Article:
Applications are an extension of business process and user collaboration and the application layer in the Adaptable Data Center® (ADC) has multiple perspectives and impacts. The first aspect is the type of applications. Applications can be divided into two broad categories; process oriented like ERP and order to cash application suites, and the other grouping is focused on engagement and productivity.
Process-based applications can be further described as systems of record. Systems of record tend to be internally facing applications that have large database back-ends and keep track of the daily transactions that fuel business. Systems of record by definition have to be orderly and integrated at all times so data is consistent and preserved. You know these systems as the dinosaurs of your enterprise, though extinction of these applications tends to be exaggerated. As long as we have transactions, we will need applications that authoritatively track and maintain those records.
The other application type, often called systems of engagement, are more human oriented and are the productivity tools that we use to get our tasks completed and collaborate with our colleagues and partners. These applications focus less on process and more on user interactions. They leverage mobile, social, cloud, and big data innovation to deliver apps and smart products in the context of our daily lives and real-time workflows of customers, partners and employees. We are more familiar with these application types with a growing dependence on mobile and social to get our business completed in the time demands we face.
Systems of record are entrenched while we have an increasing dependence on human enabling applications to access the information stored in these processes and application. There was a time when we simply were focused on webifying these applications for greater usability. Then we added mobilizing access so we had access anytime / any place. Now we have yet another axis with social applications that bring greater real-time collaboration with extended groups. Add to this mix SaaS / cloud-based applications that can be both systems of record and systems of engagement and reside outside the data center. The plot thickens from just a few years ago.
For those of you who are counting, we have system of record applications based on business process that are the authoritative sources of transactional data. We also have user and social productivity applications that are human facing and can be traditional web-based and/or mobile applications that more easily access the systems of record data. We also have SaaS and mobile applications that may leverage their own data sources as well as collaborative social applications that crowd-source new data and content in real-time.
Given the complexity of applications types, the data that is consumed and exposed by these applications, the user demands of these applications and where these applications reside, integration and security have become proportionally complex. Point-to-point integration is a lost cause. Integration must be considered with an any-to-any model much like the enterprise service bus concepts. The difference is now the bus must be extensive to include SaaS and cloud constructs. Security has to extend everywhere. There are no more borders. Micro segmentation and workload security becomes the new normal. The ADC needs to become very adaptable to find new methods for cost to serve, agility and security.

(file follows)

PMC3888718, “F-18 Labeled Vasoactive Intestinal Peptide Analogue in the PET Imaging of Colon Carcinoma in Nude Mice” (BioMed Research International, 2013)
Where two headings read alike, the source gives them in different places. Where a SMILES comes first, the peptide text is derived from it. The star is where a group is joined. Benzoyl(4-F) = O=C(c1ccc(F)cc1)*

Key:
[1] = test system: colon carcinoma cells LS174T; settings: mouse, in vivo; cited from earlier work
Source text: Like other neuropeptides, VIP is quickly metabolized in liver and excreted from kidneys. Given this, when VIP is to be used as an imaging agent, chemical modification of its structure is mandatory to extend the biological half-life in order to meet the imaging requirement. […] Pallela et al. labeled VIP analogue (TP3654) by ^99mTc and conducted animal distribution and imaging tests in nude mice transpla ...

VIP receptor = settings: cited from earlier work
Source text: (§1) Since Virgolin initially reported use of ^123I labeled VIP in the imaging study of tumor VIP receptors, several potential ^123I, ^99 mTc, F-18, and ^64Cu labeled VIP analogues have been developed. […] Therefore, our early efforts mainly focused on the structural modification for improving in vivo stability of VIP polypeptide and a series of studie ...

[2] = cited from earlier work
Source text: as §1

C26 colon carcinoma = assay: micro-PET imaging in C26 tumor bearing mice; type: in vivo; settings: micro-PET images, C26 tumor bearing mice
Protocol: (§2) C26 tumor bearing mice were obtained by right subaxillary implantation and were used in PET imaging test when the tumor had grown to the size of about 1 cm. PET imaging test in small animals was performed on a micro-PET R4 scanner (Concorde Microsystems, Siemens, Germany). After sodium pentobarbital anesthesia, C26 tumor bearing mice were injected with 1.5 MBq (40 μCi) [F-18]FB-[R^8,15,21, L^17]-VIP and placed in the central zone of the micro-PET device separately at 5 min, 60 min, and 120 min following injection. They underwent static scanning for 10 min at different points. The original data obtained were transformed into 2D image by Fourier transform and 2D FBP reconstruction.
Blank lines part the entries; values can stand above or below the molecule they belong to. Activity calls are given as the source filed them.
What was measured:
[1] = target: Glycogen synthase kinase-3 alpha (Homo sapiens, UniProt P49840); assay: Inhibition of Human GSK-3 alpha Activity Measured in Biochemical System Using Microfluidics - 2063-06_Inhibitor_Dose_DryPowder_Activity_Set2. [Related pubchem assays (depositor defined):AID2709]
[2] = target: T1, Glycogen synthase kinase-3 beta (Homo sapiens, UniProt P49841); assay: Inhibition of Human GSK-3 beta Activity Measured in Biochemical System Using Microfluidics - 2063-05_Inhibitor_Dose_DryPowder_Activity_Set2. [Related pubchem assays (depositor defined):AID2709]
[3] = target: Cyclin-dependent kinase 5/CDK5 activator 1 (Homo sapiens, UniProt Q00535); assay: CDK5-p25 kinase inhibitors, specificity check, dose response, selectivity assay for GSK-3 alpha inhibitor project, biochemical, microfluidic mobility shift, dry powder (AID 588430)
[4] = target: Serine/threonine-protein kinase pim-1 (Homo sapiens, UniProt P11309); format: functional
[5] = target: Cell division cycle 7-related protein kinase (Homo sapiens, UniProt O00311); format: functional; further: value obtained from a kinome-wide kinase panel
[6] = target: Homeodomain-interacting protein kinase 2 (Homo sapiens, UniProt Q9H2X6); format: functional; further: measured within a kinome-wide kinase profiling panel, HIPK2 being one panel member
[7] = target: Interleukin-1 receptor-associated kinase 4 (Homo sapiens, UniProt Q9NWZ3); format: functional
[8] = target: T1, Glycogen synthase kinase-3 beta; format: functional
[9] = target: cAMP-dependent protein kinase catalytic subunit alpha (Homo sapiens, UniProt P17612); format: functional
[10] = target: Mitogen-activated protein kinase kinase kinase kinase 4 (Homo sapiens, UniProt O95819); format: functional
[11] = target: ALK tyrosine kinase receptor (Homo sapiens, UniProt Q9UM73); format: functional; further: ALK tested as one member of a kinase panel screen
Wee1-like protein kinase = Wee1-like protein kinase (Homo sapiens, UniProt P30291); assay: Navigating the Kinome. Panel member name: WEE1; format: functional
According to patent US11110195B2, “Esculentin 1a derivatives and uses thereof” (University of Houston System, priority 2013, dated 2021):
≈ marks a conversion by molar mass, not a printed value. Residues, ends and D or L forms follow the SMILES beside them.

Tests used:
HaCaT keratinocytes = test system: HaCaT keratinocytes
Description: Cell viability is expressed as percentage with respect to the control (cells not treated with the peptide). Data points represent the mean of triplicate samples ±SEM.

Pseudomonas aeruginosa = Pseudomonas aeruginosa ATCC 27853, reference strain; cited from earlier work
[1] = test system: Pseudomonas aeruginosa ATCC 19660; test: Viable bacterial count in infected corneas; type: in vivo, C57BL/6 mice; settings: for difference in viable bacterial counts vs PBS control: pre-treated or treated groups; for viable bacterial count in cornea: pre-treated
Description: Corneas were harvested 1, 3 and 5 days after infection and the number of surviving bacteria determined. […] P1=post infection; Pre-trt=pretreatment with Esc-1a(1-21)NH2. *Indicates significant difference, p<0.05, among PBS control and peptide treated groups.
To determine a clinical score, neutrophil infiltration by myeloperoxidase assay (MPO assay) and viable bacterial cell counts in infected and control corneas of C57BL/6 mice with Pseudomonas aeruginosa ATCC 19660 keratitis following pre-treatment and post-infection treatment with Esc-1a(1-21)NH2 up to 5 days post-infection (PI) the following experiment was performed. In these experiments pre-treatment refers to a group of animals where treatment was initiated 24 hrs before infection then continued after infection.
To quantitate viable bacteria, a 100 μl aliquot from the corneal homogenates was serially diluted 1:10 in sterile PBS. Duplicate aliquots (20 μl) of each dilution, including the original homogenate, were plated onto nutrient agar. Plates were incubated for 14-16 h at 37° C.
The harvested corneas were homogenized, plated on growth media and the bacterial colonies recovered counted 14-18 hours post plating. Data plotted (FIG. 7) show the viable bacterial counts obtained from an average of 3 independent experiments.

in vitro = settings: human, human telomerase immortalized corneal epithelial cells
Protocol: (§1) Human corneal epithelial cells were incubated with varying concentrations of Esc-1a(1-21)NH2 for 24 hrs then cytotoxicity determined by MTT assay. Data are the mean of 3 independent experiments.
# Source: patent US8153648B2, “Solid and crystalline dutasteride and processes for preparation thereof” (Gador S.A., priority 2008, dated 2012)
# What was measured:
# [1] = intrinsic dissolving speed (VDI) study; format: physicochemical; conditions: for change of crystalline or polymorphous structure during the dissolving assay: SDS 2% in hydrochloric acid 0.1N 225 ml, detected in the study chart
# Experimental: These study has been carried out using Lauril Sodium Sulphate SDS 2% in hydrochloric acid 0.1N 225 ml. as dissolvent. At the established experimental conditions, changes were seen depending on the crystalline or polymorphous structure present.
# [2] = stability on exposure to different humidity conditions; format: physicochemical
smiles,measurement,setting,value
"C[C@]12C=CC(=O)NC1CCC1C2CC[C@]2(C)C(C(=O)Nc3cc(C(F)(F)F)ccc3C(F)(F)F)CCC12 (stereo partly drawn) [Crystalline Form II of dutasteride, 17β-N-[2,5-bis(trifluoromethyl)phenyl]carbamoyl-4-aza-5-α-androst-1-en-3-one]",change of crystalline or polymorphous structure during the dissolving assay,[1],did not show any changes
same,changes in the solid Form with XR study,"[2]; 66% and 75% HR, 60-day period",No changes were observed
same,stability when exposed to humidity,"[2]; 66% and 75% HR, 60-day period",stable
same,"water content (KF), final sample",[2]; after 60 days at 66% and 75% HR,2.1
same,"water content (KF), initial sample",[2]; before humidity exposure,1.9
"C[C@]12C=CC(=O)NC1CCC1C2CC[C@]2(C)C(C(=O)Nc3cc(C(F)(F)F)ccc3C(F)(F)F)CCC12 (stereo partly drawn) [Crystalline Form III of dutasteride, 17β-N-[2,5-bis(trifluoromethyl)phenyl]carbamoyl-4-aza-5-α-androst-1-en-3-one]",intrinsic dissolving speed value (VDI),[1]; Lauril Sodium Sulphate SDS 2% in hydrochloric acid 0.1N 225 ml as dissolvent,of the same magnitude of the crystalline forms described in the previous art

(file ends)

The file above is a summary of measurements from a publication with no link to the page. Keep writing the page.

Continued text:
One more wrinkle; application development. Today we acknowledge three development models; waterfall for the more traditional and systems of record applications, agile that speeds development cycles and moves the data closer to the line of business users, and DevOps that fully integrates development, users and operations into a single development lifecycle of ongoing collaboration. We also are seeing the rise of an extension of Service Oriented Architecture (SOA) service-based development platforms where applications can be assembled from a series of micro-services to become composite applications, almost on demand. IBM Bluemix is an example of these new platforms. New portability models of virtualized containers add yet another layer of innovation and value. Adapting the right development model is complex and obviously important to optimize application value.
As stated in the beginning, applications are an extension of business process and user collaboration. How you adapt your business, processes, data, security and user community interaction has never been more rewarding, innovative, exciting, complex and daunting. Questions often arise regarding what applications you should maintain in-house, what should be moved to cloud, what should be SaaS, how to protect your data through all its transformations and the best methodology for development. CMI’s Adaptable Data Center® framework and our experienced business consultants and architects are here to help determine the best balance for your firm as you move forward. Application adaptability engage our assets for your advantage.